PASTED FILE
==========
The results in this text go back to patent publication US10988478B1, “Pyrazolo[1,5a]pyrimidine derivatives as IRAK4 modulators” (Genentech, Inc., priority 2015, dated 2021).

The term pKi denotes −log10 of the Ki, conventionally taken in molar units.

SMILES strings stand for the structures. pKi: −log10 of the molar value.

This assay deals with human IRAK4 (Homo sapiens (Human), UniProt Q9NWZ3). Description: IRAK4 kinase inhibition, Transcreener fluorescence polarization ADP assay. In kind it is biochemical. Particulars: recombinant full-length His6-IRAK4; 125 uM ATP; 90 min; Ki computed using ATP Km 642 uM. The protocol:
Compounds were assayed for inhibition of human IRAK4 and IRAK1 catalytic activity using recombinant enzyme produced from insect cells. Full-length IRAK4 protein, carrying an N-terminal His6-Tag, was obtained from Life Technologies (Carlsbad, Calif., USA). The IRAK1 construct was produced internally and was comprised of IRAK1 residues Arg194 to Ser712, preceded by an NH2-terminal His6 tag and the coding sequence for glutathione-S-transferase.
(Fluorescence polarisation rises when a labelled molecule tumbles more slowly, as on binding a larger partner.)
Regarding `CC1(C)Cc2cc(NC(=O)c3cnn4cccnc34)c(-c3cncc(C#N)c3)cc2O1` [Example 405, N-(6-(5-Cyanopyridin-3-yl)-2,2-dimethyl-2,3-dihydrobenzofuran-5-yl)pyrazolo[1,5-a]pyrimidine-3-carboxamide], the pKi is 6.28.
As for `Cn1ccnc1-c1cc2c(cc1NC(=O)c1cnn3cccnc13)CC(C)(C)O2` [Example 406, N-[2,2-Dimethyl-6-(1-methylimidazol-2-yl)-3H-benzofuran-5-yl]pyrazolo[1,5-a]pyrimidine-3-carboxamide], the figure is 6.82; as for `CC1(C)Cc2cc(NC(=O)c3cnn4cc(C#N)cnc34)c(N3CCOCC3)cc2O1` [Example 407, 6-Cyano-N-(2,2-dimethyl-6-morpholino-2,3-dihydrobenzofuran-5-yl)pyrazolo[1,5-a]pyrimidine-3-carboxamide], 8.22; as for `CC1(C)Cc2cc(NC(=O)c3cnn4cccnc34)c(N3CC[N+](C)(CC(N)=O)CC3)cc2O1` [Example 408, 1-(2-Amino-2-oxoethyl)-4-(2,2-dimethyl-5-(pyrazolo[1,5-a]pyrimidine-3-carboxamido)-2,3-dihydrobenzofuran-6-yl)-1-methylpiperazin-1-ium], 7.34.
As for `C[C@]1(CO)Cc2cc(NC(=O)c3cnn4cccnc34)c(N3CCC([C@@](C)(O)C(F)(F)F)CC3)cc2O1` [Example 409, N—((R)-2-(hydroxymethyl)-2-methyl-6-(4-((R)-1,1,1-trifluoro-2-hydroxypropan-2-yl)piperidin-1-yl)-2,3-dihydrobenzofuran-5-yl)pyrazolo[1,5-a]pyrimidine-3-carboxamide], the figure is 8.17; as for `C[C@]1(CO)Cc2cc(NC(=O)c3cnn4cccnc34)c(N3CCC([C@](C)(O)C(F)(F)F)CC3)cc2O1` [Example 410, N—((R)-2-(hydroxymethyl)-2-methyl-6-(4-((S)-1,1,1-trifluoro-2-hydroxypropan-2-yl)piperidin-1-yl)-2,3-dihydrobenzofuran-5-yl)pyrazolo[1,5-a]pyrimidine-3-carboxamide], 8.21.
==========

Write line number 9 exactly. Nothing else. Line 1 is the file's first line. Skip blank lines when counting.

As for `C[C@]1(CO)Cc2cc(NC(=O)c3cnn4cccnc34)c(N3CCC([C@@](C)(O)C(F)(F)F)CC3)cc2O1` [Example 409, N—((R)-2-(hydroxymethyl)-2-methyl-6-(4-((R)-1,1,1-trifluoro-2-hydroxypropan-2-yl)piperidin-1-yl)-2,3-dihydrobenzofuran-5-yl)pyrazolo[1,5-a]pyrimidine-3-carboxamide], the figure is 8.17; as for `C[C@]1(CO)Cc2cc(NC(=O)c3cnn4cccnc34)c(N3CCC([C@](C)(O)C(F)(F)F)CC3)cc2O1` [Example 410, N—((R)-2-(hydroxymethyl)-2-methyl-6-(4-((S)-1,1,1-trifluoro-2-hydroxypropan-2-yl)piperidin-1-yl)-2,3-dihydrobenzofuran-5-yl)pyrazolo[1,5-a]pyrimidine-3-carboxamide], 8.21.